08 Jul Falling in love with butterflies
Ex-lumberjack confesses he’s hooked
Yes, I used to be a lumberjack. Maybe the best job I ever had. Then came college, a white-collar career and less time to re-engage in the Great Outdoors.
Things have changed. I’m now an active boomer, retired and curious. People still taunt me to prove that I’m a former lumberjack because, quite frankly, I’m built like a flamingo.
And I love butterflies. There – I admit it. Not something I could have imagined 40 years ago when only the “big stuff” thrilled me: waterfalls, canyon arches, mountaintop sunsets and majestic beasts such as moose and humpback whales. I’ve learned, though, to appreciate nature’s beauty in the little things, like insects.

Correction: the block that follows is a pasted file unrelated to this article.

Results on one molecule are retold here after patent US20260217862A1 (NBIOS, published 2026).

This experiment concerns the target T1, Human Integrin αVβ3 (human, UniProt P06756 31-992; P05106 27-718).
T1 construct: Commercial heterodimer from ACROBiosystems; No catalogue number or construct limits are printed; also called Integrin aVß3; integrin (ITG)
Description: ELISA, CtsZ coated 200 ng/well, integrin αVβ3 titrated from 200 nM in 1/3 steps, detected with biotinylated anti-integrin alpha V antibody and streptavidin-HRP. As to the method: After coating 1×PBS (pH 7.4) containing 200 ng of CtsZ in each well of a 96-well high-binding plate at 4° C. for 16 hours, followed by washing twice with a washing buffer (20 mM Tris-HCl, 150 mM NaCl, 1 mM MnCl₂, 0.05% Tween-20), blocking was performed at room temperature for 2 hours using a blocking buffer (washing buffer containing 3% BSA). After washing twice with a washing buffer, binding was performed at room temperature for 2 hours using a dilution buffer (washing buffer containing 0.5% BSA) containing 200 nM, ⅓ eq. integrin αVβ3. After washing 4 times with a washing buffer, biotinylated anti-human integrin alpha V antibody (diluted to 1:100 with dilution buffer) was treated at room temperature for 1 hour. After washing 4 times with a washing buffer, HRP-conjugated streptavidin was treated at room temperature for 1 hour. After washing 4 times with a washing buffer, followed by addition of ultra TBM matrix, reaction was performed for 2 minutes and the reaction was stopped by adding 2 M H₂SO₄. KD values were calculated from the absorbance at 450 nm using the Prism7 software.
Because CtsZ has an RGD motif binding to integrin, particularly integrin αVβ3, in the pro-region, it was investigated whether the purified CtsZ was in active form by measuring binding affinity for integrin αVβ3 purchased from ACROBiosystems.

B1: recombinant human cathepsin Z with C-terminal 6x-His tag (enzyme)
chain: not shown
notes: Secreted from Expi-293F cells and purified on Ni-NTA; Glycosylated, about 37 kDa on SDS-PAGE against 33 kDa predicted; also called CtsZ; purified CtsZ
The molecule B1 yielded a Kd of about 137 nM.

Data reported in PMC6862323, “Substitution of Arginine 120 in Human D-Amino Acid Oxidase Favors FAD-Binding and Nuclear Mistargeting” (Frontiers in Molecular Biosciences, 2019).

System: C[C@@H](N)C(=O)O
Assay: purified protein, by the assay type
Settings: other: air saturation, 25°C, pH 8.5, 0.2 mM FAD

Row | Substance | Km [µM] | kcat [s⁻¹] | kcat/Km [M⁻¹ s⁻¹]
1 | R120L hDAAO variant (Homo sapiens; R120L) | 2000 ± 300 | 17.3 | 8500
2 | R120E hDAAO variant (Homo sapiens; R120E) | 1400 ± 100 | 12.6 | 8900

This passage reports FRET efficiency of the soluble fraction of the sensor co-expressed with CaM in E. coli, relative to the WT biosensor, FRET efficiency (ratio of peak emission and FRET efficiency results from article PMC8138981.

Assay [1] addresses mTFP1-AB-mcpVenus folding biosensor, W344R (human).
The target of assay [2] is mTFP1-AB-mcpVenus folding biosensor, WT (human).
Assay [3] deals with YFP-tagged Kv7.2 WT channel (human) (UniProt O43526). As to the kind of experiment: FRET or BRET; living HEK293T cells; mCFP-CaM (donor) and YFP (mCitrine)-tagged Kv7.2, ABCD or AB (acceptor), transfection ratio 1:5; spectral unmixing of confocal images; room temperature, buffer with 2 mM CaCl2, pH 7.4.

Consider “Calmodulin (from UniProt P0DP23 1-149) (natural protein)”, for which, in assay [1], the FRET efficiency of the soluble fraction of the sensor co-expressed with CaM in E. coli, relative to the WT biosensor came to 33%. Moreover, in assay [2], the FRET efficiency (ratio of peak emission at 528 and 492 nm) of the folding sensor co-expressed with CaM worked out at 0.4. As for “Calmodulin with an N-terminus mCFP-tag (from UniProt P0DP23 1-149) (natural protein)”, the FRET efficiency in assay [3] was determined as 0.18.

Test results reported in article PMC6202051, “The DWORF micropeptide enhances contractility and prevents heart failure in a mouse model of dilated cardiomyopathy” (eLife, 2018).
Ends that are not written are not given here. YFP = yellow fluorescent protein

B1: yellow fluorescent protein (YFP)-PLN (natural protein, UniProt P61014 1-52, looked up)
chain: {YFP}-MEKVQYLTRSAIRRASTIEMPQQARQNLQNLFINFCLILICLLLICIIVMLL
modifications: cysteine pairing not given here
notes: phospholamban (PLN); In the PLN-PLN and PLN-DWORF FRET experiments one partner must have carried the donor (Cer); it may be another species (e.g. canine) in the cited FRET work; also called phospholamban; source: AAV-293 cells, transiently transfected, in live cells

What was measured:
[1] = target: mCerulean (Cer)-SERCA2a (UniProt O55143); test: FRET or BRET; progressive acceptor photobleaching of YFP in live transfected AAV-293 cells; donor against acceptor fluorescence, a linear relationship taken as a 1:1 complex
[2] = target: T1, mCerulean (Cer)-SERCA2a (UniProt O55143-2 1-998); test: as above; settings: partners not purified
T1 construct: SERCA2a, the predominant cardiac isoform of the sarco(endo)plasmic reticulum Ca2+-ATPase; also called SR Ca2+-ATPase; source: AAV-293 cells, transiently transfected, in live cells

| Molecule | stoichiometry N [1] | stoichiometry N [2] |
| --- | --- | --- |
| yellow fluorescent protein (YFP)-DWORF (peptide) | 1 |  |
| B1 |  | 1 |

Butterflies are indeed insects. They have three pairs of legs and three main body regions, which helps qualify them for the world of entomology. Bug experts, I’m sure, have stricter criteria.
Okay, that’s enough science since I’m not an entomologist or an “ologist” of any kind. Following are some of my favorite butterfly sightings over the last few years. Many are from the Carolinas but I spotted some while hiking in national parks and wildlife refuges across the country. I’ve done my best to identify them, but some species are tricky to differentiate. Don’t hesitate to offer an alternative – even if you’re not a lepidopterist.
I hope you enjoy the pageant winners of the insect world. And if you’re an ex-lumberjack viewing this article, I’m proud of you.